if someone were to change the data in block B, B’s hash would also change, and
consequently, the chain would not be valid from this point on because block C could
not validate block (hash) B. However, this is not yet safe enough, as modern
computers are very powerful. In theory, someone with such a computer could
calculate all the hashes and validation hashes from the changed block onwards,
thus adjusting the entire chain of blocks.
Proof of work, P2P network
and consensus of all users
For example, the Bitcoin blockchain network also works
according to the Proof-of-Work (PoW) model. This means that everyone who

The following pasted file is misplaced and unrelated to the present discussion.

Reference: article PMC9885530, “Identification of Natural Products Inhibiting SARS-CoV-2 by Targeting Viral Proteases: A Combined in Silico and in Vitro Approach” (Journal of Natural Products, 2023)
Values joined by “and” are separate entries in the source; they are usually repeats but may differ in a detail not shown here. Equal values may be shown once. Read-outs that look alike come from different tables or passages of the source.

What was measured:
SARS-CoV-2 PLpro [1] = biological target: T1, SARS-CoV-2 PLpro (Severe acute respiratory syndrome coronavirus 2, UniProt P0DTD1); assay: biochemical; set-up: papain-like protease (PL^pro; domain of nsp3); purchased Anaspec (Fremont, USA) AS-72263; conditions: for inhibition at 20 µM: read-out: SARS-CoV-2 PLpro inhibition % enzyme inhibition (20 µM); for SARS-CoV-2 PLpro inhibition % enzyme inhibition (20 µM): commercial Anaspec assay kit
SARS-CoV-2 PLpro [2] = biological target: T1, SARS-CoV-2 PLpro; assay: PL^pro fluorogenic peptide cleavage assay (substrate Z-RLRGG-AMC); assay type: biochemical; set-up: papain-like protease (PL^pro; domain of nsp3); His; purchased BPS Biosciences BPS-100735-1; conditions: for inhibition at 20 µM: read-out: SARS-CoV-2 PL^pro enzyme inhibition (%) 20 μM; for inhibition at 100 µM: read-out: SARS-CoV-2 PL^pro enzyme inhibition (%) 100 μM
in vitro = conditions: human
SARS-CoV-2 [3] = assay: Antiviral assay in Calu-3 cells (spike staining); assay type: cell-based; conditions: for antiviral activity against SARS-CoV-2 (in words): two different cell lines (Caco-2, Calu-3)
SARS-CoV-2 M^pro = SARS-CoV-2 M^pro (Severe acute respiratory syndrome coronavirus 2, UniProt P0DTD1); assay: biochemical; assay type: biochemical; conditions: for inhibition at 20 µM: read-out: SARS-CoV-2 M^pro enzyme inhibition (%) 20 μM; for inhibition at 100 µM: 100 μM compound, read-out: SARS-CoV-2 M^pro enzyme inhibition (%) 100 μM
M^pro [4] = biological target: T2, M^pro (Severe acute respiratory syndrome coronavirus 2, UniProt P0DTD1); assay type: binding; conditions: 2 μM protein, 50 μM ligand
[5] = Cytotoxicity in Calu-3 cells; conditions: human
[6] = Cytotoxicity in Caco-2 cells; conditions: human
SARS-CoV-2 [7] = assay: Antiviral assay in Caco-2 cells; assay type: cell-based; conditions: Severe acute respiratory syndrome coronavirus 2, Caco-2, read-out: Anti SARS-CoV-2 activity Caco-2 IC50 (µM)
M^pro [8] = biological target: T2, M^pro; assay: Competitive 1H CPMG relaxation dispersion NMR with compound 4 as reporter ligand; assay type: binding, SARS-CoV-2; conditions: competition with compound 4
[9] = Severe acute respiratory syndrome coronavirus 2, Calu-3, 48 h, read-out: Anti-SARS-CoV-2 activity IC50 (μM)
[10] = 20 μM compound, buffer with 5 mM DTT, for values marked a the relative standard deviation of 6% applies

creates blocks (the so-called miners) must use their computers to compete in
solving complex computational equations to validate blocks and transactions
that take place on the network.
When creating blocks in the Bitcoin network, the time
to solve the equations is set to about 10 minutes. Thus, the potential
malefactor would also have to include all the minutes spent creating all the
blocks in the chain he wants to change in his time of the attack.
On top of all that, blockchains use a peer-to-peer
(P2P) network as a blockchain management system instead of a central network.
In this decentralised network, users are on equal footing, and anyone can join
and get a complete copy of the blockchain.
When someone creates a new block, it is sent to
everyone on the network. Each user (i.e., node) checks the block to ensure it
has not been changed. If all is cross-referenced between all nodes, each node
adds this block to its copy of the blockchain.
Therefore, all nodes in a given network create a consensus
and determine which blocks are valid and which are not. Other nodes in the